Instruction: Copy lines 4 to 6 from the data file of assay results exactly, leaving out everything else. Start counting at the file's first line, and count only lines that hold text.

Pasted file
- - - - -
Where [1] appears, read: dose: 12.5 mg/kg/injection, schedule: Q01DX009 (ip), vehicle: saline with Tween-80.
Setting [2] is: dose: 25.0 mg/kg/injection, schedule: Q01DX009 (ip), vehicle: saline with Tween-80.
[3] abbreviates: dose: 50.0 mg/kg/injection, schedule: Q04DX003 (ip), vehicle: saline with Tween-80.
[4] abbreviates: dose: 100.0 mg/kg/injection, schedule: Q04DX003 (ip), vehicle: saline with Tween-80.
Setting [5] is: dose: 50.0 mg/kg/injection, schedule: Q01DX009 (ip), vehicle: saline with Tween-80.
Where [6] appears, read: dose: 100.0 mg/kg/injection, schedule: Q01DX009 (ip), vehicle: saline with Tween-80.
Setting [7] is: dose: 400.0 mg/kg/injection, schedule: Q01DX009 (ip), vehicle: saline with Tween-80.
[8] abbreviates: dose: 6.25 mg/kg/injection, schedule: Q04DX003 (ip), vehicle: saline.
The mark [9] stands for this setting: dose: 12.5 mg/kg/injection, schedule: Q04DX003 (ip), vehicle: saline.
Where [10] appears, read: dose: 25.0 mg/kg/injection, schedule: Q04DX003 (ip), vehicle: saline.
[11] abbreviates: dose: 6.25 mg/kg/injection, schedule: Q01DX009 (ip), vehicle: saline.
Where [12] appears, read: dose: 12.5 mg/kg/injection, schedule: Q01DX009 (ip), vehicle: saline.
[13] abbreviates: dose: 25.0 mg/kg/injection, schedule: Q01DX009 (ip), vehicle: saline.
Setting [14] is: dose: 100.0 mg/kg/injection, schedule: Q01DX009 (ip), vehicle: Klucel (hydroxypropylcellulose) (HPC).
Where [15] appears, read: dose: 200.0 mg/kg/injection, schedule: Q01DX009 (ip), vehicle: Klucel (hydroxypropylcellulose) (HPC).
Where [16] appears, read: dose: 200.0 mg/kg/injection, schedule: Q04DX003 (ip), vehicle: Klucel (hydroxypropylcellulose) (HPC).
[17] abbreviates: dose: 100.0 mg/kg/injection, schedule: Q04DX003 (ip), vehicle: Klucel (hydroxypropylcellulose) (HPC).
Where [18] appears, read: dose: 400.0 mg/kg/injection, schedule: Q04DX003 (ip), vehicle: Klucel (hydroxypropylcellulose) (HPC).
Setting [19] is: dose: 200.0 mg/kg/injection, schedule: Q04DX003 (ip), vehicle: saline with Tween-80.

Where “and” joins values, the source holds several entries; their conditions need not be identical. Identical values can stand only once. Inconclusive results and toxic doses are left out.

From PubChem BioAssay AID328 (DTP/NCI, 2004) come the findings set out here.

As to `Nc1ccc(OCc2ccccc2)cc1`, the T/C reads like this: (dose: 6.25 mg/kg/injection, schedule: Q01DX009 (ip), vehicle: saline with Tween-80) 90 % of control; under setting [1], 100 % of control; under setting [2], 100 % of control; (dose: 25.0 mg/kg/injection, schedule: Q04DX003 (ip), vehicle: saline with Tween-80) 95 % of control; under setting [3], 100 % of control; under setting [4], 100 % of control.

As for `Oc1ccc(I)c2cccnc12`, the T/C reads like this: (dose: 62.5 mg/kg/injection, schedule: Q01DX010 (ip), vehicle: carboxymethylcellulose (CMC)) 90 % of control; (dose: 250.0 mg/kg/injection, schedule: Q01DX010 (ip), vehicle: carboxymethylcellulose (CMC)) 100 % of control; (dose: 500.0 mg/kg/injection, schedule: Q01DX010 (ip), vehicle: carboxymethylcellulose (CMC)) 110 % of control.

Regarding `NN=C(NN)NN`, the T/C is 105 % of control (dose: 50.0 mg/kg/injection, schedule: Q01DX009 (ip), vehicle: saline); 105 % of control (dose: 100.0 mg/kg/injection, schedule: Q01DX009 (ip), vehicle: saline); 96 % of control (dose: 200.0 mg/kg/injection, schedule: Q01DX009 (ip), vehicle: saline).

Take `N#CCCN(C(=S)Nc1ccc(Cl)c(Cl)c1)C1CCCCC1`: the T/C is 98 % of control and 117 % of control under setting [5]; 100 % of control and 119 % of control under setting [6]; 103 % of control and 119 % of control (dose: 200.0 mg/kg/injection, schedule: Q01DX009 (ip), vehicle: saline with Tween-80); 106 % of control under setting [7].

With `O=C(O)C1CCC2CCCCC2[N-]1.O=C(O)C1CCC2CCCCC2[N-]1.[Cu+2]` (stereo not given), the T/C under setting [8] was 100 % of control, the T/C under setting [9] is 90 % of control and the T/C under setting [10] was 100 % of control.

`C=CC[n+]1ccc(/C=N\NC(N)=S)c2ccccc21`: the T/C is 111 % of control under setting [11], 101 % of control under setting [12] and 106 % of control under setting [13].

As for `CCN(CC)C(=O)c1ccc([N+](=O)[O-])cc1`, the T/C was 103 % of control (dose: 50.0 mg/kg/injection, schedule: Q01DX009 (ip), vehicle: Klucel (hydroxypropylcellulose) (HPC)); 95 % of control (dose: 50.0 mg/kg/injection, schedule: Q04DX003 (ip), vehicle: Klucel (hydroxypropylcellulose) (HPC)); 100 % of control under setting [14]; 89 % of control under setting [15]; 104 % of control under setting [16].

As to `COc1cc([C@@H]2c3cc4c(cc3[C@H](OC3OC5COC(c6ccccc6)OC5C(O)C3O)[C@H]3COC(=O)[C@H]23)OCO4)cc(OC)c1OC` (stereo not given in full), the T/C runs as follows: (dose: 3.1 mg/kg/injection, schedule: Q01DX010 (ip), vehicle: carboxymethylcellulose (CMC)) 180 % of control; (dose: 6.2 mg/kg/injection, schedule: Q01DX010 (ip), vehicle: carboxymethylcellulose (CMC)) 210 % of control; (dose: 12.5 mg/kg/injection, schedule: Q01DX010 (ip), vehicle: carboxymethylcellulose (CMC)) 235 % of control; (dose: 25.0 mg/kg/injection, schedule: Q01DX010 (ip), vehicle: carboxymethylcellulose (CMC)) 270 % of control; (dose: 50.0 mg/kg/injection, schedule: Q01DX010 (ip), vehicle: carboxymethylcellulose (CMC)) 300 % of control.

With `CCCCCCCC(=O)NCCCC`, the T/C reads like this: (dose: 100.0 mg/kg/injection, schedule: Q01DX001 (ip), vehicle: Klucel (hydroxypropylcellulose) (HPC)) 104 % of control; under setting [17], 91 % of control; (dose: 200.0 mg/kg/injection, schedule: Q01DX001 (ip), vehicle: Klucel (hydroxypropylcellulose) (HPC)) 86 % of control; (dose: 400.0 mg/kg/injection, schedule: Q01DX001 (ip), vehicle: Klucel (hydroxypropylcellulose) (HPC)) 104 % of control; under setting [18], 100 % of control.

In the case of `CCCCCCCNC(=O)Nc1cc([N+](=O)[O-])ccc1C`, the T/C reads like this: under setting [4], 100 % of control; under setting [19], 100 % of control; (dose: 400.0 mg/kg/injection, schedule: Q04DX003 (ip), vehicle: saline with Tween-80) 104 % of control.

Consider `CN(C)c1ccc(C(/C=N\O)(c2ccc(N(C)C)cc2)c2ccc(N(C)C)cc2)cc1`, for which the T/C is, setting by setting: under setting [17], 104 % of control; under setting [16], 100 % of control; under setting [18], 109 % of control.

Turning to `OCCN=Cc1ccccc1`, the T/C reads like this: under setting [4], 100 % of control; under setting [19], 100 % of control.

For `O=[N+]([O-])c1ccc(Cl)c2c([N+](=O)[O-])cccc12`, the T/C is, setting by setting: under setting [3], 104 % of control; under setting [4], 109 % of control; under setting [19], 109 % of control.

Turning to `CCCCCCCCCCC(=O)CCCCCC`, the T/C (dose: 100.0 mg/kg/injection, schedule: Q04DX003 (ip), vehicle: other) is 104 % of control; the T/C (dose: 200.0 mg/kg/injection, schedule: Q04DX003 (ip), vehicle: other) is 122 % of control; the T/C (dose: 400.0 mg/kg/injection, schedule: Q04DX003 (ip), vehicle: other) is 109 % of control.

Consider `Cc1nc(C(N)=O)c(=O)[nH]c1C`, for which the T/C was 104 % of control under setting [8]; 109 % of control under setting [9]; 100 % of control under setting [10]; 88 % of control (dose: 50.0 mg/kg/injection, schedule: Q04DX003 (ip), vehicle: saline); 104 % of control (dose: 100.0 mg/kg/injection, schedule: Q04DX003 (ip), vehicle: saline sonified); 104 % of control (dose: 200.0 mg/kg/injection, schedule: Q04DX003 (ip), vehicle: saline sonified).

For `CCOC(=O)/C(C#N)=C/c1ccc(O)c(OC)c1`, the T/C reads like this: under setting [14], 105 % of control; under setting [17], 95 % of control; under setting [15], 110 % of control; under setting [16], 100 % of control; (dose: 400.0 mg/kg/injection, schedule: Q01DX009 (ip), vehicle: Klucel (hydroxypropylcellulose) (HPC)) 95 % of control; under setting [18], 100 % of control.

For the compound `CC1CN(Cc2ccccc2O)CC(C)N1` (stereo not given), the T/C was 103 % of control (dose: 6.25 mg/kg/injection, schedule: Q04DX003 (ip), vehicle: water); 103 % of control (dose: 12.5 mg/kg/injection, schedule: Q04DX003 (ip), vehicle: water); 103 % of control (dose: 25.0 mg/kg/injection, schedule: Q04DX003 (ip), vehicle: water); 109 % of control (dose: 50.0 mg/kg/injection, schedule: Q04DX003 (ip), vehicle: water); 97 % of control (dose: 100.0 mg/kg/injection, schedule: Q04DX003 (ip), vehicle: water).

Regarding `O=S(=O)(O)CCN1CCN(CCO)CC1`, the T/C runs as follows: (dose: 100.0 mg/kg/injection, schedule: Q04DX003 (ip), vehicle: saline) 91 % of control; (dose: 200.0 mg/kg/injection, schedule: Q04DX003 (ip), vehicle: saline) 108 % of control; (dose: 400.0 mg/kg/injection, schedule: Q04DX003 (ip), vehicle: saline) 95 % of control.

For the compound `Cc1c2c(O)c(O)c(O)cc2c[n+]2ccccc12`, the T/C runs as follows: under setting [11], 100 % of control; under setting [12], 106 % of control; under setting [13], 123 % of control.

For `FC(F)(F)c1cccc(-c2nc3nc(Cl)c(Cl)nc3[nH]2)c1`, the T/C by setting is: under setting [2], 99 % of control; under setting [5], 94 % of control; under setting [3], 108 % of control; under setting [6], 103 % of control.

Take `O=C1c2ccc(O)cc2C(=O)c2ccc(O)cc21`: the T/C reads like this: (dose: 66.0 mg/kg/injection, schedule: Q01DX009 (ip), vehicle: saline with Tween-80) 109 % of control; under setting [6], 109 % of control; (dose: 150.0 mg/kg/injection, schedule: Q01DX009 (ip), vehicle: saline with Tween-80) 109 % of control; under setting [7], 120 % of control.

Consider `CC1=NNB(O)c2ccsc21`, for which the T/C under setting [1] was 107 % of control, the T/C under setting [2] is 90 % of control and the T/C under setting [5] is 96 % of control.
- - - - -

[4] abbreviates: dose: 100.0 mg/kg/injection, schedule: Q04DX003 (ip), vehicle: saline with Tween-80.
Setting [5] is: dose: 50.0 mg/kg/injection, schedule: Q01DX009 (ip), vehicle: saline with Tween-80.
Where [6] appears, read: dose: 100.0 mg/kg/injection, schedule: Q01DX009 (ip), vehicle: saline with Tween-80.